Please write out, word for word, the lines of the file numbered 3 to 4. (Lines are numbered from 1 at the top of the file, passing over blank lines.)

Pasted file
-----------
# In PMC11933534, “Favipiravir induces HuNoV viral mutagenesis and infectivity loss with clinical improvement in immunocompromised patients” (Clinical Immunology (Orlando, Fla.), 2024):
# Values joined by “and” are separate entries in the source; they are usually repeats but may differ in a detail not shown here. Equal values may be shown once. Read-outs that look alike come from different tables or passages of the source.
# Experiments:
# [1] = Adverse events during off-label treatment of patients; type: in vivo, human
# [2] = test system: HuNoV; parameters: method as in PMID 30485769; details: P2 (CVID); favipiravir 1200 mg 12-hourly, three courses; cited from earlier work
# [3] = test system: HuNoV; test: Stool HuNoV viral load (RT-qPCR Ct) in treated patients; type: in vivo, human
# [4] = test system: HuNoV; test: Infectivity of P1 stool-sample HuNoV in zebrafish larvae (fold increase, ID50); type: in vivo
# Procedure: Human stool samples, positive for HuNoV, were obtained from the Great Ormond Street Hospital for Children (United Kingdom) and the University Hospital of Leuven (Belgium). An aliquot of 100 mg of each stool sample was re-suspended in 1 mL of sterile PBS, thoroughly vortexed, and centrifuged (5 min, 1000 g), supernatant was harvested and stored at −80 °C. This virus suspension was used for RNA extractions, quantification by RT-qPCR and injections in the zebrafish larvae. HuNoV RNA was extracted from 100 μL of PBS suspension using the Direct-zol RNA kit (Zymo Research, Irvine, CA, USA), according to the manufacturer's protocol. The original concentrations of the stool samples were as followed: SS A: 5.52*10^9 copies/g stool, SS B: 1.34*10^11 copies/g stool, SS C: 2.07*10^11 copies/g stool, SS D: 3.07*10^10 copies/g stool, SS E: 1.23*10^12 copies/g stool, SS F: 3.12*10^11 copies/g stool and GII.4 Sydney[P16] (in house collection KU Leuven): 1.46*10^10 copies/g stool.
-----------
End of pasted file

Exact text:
# Experiments:
# [1] = Adverse events during off-label treatment of patients; type: in vivo, human